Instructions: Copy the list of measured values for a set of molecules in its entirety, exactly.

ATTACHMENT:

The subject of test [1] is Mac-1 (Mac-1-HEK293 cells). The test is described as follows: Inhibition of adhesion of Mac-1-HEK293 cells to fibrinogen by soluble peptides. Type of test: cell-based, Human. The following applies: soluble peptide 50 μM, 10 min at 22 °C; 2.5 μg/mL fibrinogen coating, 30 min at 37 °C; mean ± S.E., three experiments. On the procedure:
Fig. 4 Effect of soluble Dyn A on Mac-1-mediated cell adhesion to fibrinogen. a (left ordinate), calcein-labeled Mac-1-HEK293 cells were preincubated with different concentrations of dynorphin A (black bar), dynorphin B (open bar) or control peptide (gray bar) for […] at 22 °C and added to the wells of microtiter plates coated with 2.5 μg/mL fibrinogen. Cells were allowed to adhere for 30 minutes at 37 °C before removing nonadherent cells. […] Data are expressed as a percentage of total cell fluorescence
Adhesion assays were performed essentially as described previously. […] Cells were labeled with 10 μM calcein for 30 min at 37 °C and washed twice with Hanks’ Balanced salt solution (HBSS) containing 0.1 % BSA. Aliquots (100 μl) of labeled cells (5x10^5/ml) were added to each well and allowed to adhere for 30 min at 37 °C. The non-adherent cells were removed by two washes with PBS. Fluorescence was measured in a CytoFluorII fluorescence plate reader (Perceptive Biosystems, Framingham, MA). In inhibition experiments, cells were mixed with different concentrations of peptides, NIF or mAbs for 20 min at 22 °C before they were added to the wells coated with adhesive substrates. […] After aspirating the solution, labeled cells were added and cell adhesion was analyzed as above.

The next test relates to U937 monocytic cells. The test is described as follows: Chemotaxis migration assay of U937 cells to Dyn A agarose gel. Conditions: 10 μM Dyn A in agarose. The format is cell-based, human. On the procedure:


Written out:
The subject of test [1] is Mac-1 (Mac-1-HEK293 cells). The test is described as follows: Inhibition of adhesion of Mac-1-HEK293 cells to fibrinogen by soluble peptides. Type of test: cell-based, Human. The following applies: soluble peptide 50 μM, 10 min at 22 °C; 2.5 μg/mL fibrinogen coating, 30 min at 37 °C; mean ± S.E., three experiments. On the procedure:
Fig. 4 Effect of soluble Dyn A on Mac-1-mediated cell adhesion to fibrinogen. a (left ordinate), calcein-labeled Mac-1-HEK293 cells were preincubated with different concentrations of dynorphin A (black bar), dynorphin B (open bar) or control peptide (gray bar) for […] at 22 °C and added to the wells of microtiter plates coated with 2.5 μg/mL fibrinogen. Cells were allowed to adhere for 30 minutes at 37 °C before removing nonadherent cells. […] Data are expressed as a percentage of total cell fluorescence
Adhesion assays were performed essentially as described previously. […] Cells were labeled with 10 μM calcein for 30 min at 37 °C and washed twice with Hanks’ Balanced salt solution (HBSS) containing 0.1 % BSA. Aliquots (100 μl) of labeled cells (5x10^5/ml) were added to each well and allowed to adhere for 30 min at 37 °C. The non-adherent cells were removed by two washes with PBS. Fluorescence was measured in a CytoFluorII fluorescence plate reader (Perceptive Biosystems, Framingham, MA). In inhibition experiments, cells were mixed with different concentrations of peptides, NIF or mAbs for 20 min at 22 °C before they were added to the wells coated with adhesive substrates. […] After aspirating the solution, labeled cells were added and cell adhesion was analyzed as above.

The next test relates to U937 monocytic cells. The test is described as follows: Chemotaxis migration assay of U937 cells to Dyn A agarose gel. Conditions: 10 μM Dyn A in agarose. The format is cell-based, human. On the procedure: